Taking moments more to root around the base of the tree, she gathered some dry moss and scurried back to the Elf, and stuffing the wound with the moss, she quickly bound it as best she could, using stout fallen branches to help tie the entire left side of the Elf to keep it from moving at all. The Elf’s face seemed to clear just the slightest as the wound was bound, but she showed no immediate signs of waking.
Jessie turned her thoughts to what to do next. Climbing a cliff face in the dark with a limp body slung over her shoulder was out of the question. But maybe, if one of the dead Orcs had some rope, she could climb up with a rope, and haul the Elf on up after. With a snort, she thought, “Yeah, and maybe I’ll just be riding a winged pig on up there and save myself the trouble!”
Checking her harness as she stood, the little voice that was pestering her that something was out of place finally shut up when she noticed that her cloak, which she had worn while stepping through a fountain of blood just minutes before, was totally dry. Grabbing a length of it and holding it up to better look in the dim light filtering down through the branches, Jessie could see that the gray cloth was completely free of any stain, with not even the slightest drop of black blood to mar the weave.
Shaking her head at the overall weirdness of the evening, Jessie made sure that the Elf’s wound was properly bound, and that she seemed to be resting and breathing steadily. Then she strode over to the two bodies, and systematically began stripping them of anything that might be of use on the trail, starting with the skinny chested scarred Orc called the Speaker. The only items the Orc had worn other than woolens was a series of leather straps criss-crossing the arms and waist, from which hung dozens of small pouches of lambs’ wool, each drawn tightly with thinly sliced leather thongs. Not feeling like taking the time to check each one, Jessie carefully untied each belts’ knot and pulled the entire mass from the Orc, piling the lot to one side. She doubted there would be anything she could identify in the pouches, but there must be a good twenty yards of strong leather straps in the pile, if they were spliced all together.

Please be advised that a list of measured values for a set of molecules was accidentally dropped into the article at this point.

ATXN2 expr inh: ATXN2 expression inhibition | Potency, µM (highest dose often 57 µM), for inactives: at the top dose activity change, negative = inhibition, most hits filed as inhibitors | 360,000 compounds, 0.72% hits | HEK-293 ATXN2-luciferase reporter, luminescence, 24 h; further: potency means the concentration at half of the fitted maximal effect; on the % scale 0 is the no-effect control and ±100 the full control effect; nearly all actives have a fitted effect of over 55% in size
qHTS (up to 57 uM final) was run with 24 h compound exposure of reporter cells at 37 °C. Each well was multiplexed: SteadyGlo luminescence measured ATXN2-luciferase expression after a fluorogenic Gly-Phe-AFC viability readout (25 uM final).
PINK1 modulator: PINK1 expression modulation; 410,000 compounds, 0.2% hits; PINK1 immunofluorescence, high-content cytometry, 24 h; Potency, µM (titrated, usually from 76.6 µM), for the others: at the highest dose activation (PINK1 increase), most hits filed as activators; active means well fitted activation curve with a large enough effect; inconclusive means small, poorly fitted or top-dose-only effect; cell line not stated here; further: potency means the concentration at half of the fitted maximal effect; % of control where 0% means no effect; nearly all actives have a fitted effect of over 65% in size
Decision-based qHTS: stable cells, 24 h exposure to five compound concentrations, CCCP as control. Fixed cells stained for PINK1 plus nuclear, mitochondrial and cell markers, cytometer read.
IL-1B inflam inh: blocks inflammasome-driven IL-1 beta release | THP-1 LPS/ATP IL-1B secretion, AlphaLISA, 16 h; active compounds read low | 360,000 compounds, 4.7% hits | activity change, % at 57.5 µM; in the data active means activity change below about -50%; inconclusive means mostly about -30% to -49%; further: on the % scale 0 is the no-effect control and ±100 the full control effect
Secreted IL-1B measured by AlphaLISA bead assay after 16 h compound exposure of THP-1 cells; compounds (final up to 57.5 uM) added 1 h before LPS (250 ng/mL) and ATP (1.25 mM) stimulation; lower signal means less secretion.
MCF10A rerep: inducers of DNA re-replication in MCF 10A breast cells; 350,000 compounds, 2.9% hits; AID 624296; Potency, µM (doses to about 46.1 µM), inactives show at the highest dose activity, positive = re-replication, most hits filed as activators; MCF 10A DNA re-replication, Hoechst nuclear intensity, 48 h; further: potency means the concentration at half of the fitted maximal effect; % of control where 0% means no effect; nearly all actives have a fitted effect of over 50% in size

Turning her attention to what she had come to think of as the body of the big Chief, Jessie noticed for the first time what the huge dead Orc still gripped in his taloned right hand. “Oh, my…” she breathed aloud, startling herself with the words, as she looked upon the mighty weight of metal for the first time.
The item the Chief gripped was clearly an axe, in that it had an identifiable grip, handle, widely curved bit and opposing spike. However, this was no axe meant for cutting down trees, and Jessie had never seen anything fashioned of metal as flat out breathtaking as this piece. Jessie didn’t even notice that she had already put the axe into a mental box labeled ‘holy shit’ instead of a box labeled ‘tool’ or ‘weapon’. She pried the haft from the grip of the Orc, noting that the handle was long enough for her to wield the thing with both hands, and wrapped with alternating lengths of black and white leather strips. The wrapping seemed new, not yet worn smooth with sweat or blood. The whole damn thing was made of solid metal, possibly steel or some other treated alloy. Whatever it was, there was clearly a faint etching or tracery over every exposed metal surface, but Jessie could not make it out clearly in what dim light the overhanging branches provided. The thing seemed to shine with a strangely distorting glaze like a layer of honey over the steel. Jessie braced herself when she pulled the axe up into a ready position, and noted the weight was quite a bit more than even the great sword of her father, but perfectly balanced by the steel spike at the base of the handle.